Incidence of Sedation-Related Complications With Propofol Use During Advanced Endoscopic Procedures

Division of Gastroenterology & Hepatology, Washington University, St. Louis, Missouri 63110, USA.
Clinical gastroenterology and hepatology: the official clinical practice journal of the American Gastroenterological Association (Impact Factor: 6.53). 07/2009; 8(2):137-42. DOI: 10.1016/j.cgh.2009.07.008
Source: PubMed

ABSTRACT Propofol is an effective sedative in advanced endoscopy. However, the incidence of sedation-related complications is unclear. We sought to define the frequency of sedation-related adverse events, particularly the rate of airway modifications (AMs), with propofol use during advanced endoscopy. We also evaluated independent predictors of AMs.
Patients undergoing sedation with propofol for advanced endoscopic procedures, including endoscopic retrograde cholangiopancreatography, endoscopic ultrasound, and small-bowel enteroscopy, were studied prospectively. Sedative dosing was determined by a certified registered nurse anesthetist with the goal of achieving deep sedation. Sedation-related complications included AMs, hypoxemia (pulse oximetry [SpO(2)] < 90%), hypotension requiring vasopressors, and early procedure termination. AMs were defined as chin lift, modified face mask ventilation, and nasal airway. We performed a regression analysis to compare characteristics of patients requiring AMs (AM+) with those who did not (AM-).
A total of 799 patients were enrolled over 7 months. Procedures included endoscopic ultrasound (423), endoscopic retrograde cholangiopancreatography (336), and small-bowel enteroscopy (40). A total of 87.2% of patients showed no response to endoscopic intubation. Hypoxemia occurred in 12.8%, hypotension in 0.5%, and premature termination in 0.6% of the patients. No patients required bag-mask ventilation or endotracheal intubation. There were 154 AMs performed in 115 (14.4%) patients, including chin lift (12.1%), modified face mask ventilation (3.6%), and nasal airway (3.5%). Body mass index, male sex, and American Society of Anesthesiologists class of 3 or higher were independent predictors of AMs.
Propofol can be used safely for advanced endoscopic procedures when administered by a trained professional. Independent predictors of AMs included male sex, American Society of Anesthesiologists class of 3 or higher, and increased body mass index.

1 Follower
  • Source
    • "There was one death, less than 1% of cases had to be converted to general anaesthesia , and approximately 6% of cases were deemed to require general anaesthesia electively for the procedures. Coté et al. [15] prospectively studied 799 cases of patients undergoing endoscopy (ERCP, EUS, and small bowel enteroscopy) procedures under propofol sedation and found a hypoxemia rate of 12.8% and a hypotension rate of 0.8% during the procedure. There was a premature termination rate of 0.6%. "
    [Show abstract] [Hide abstract]
    ABSTRACT: Propofol sedation for endoscopic retrograde cholangiopancreatography (ERCP) procedures is a popular current technique that has generated controversy in the medical field. Worldwide, both anesthetic and nonanesthetic personnel administer this form of sedation. Although the American and Canadian societies of gastroenterologists have endorsed the administration of propofol by nonanesthesia personnel, the US Food and Drug Administration (FDA) has not licensed its use in this manner. There is some evidence for the safe use of propofol by nonanesthetic personnel in patients undergoing endoscopy procedures, but there are few randomized trials addressing the safety and efficacy of propofol in patients undergoing ERCP procedures. A serious possible consequence of propofol sedation in patients is that it may result in rapid and unpredictable progression from deep sedation to general anesthesia, and skilled airway support may be required as a rescue measure. Potential complications following deep propofol sedation include hypoxemia and hypotension. Propofol sedation for ERCP procedures is an area of clinical practice where discussion and mutual cooperation between anesthesia and nonanesthesia personnel may enhance patient safety.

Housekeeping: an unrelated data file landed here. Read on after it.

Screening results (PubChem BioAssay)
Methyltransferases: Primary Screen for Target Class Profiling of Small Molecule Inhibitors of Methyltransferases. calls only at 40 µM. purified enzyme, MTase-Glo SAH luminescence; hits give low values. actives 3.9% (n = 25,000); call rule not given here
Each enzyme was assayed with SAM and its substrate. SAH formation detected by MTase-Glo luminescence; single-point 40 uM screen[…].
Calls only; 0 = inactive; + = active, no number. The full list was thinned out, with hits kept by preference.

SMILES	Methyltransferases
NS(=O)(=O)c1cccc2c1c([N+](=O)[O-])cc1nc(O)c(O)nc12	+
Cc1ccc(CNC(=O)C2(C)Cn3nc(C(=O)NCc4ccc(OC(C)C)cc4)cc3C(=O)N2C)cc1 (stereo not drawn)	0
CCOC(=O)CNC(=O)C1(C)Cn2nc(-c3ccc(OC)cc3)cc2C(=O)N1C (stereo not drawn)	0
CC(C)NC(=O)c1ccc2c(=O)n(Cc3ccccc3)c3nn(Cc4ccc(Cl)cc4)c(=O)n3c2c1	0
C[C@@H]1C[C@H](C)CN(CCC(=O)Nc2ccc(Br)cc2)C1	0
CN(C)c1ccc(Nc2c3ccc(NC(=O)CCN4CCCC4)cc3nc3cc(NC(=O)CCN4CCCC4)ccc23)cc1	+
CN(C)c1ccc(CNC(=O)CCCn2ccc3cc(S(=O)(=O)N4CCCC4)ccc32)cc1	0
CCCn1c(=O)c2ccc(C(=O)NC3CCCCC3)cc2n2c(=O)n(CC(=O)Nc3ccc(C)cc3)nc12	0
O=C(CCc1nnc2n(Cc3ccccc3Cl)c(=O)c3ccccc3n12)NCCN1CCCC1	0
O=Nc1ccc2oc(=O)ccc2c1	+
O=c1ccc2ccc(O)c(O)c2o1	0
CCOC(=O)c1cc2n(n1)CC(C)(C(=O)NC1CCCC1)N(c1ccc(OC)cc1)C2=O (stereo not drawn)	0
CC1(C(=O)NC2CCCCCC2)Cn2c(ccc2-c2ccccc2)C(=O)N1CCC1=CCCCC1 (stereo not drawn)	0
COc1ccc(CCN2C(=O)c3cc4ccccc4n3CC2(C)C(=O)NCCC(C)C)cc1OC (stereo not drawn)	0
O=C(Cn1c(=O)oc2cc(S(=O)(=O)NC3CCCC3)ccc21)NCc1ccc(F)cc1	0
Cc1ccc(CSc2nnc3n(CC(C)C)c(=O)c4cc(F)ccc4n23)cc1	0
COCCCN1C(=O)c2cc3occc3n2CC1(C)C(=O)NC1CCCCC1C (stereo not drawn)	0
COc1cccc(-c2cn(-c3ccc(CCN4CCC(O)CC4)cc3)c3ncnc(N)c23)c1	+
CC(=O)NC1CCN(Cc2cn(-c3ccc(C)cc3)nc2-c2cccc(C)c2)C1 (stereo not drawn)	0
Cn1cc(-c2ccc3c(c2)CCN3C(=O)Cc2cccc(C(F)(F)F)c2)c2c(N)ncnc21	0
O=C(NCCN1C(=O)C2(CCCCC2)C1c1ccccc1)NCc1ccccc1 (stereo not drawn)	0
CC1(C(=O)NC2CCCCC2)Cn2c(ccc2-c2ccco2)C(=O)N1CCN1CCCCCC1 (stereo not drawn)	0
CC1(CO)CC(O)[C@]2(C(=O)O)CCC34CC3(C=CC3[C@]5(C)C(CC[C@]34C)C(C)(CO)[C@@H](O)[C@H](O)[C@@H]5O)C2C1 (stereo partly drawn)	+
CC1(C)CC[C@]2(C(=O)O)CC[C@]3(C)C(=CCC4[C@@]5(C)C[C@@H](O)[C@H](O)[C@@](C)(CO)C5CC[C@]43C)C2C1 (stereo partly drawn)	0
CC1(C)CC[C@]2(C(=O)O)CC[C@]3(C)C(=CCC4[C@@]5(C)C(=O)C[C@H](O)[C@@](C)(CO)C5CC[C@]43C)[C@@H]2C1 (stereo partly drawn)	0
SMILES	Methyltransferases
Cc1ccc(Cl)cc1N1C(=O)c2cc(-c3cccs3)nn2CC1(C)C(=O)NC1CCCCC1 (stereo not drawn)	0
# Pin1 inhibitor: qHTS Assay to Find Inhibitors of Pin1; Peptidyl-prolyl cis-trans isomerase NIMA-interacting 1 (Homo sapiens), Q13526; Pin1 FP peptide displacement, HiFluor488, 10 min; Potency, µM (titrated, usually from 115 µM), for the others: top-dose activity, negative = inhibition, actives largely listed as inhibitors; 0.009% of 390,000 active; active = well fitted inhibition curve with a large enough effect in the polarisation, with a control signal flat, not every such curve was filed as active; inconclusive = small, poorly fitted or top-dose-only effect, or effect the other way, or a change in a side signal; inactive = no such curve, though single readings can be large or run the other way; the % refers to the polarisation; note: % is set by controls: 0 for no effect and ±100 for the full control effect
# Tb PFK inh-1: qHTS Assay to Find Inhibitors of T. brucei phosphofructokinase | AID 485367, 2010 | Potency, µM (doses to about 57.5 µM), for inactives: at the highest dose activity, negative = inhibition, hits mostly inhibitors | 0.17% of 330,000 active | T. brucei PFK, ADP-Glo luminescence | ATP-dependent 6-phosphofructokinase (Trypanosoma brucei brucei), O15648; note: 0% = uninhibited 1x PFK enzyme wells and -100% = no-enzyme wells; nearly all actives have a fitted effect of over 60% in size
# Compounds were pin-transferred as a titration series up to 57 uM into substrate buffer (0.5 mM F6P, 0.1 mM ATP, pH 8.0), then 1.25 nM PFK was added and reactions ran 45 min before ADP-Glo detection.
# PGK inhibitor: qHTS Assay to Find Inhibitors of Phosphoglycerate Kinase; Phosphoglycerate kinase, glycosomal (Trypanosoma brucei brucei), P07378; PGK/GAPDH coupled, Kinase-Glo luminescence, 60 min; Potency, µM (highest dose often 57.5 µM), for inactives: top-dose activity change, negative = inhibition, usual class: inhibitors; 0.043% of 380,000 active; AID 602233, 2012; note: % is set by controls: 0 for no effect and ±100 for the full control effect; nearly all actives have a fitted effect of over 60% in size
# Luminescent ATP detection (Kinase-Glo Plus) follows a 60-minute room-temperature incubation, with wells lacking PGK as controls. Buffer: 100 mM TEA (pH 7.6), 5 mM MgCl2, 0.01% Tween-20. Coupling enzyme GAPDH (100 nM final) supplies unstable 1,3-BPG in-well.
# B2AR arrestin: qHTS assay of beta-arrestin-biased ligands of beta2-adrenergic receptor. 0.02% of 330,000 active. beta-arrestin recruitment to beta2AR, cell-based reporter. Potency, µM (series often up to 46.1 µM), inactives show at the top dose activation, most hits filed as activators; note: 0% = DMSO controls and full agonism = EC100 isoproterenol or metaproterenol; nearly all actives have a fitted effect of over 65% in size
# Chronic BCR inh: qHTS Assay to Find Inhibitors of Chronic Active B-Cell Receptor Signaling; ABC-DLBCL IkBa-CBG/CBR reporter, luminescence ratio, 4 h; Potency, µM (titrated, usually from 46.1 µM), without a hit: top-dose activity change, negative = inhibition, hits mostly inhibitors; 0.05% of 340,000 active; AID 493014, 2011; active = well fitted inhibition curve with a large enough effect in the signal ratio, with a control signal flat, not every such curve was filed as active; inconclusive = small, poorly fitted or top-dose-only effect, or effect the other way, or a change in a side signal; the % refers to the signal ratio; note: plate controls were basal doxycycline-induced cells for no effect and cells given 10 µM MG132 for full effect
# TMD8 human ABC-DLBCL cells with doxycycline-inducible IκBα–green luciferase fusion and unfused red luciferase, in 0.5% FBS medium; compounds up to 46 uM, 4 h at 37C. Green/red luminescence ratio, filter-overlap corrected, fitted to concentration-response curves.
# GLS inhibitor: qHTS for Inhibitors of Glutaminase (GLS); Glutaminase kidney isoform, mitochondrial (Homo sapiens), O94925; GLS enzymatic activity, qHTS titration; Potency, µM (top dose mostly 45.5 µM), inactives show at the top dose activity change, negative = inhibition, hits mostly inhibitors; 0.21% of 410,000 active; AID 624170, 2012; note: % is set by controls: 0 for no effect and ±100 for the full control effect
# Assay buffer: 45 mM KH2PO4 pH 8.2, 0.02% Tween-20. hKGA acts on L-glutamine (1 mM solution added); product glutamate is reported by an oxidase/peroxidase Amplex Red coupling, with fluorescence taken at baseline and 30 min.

Diagnostic and Therapeutic Endoscopy 01/2012; 2012:639190. DOI:10.1155/2012/639190
  • The Nurse Practitioner 02/1998; 23(2):119.
  • [Show abstract] [Hide abstract]
    ABSTRACT: A novel reconfigurable digital filter has been proposed for a mobile terminal receiver that can drastically reduce power dissipation dependant on adjacent channel interference. It automatically scales the number of filter coefficients by monitoring the in-band and out-of-band powers. This new filter performance was evaluated in a simulation UTRA-TDD environment because of the large near far problem caused by adjacent channel interference from adjacent mobiles and base stations. The UTRA-TDD downlink mode was examined statistically and results show that this reconfigurable filter can save an average of 75% power dissipation when compared to a fixed filter length of 41. This will prolong talk and standby time in a mobile terminal. The average number of taps was calculated to be 10.1 for an outage of 97%.
    Global Telecommunications Conference, 2002. GLOBECOM '02. IEEE; 12/2002
Show more